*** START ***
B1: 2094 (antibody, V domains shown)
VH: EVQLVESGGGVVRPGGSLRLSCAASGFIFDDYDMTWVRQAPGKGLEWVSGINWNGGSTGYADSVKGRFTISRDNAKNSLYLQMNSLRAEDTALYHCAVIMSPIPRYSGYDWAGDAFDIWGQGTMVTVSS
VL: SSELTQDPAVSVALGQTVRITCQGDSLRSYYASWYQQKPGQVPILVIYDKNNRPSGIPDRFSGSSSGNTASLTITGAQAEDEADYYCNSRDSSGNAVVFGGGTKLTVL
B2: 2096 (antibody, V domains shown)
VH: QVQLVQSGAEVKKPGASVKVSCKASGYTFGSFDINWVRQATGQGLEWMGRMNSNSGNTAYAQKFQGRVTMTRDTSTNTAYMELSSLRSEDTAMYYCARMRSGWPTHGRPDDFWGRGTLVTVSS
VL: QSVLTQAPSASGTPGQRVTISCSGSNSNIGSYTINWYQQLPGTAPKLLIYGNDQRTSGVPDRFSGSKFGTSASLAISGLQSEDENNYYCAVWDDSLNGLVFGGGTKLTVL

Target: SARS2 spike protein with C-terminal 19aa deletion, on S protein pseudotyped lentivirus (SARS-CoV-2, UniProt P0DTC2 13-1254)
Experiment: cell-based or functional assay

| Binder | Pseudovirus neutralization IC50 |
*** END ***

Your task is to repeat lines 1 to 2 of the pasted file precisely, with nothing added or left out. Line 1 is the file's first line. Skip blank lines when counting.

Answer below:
B1: 2094 (antibody, V domains shown)
VH: EVQLVESGGGVVRPGGSLRLSCAASGFIFDDYDMTWVRQAPGKGLEWVSGINWNGGSTGYADSVKGRFTISRDNAKNSLYLQMNSLRAEDTALYHCAVIMSPIPRYSGYDWAGDAFDIWGQGTMVTVSS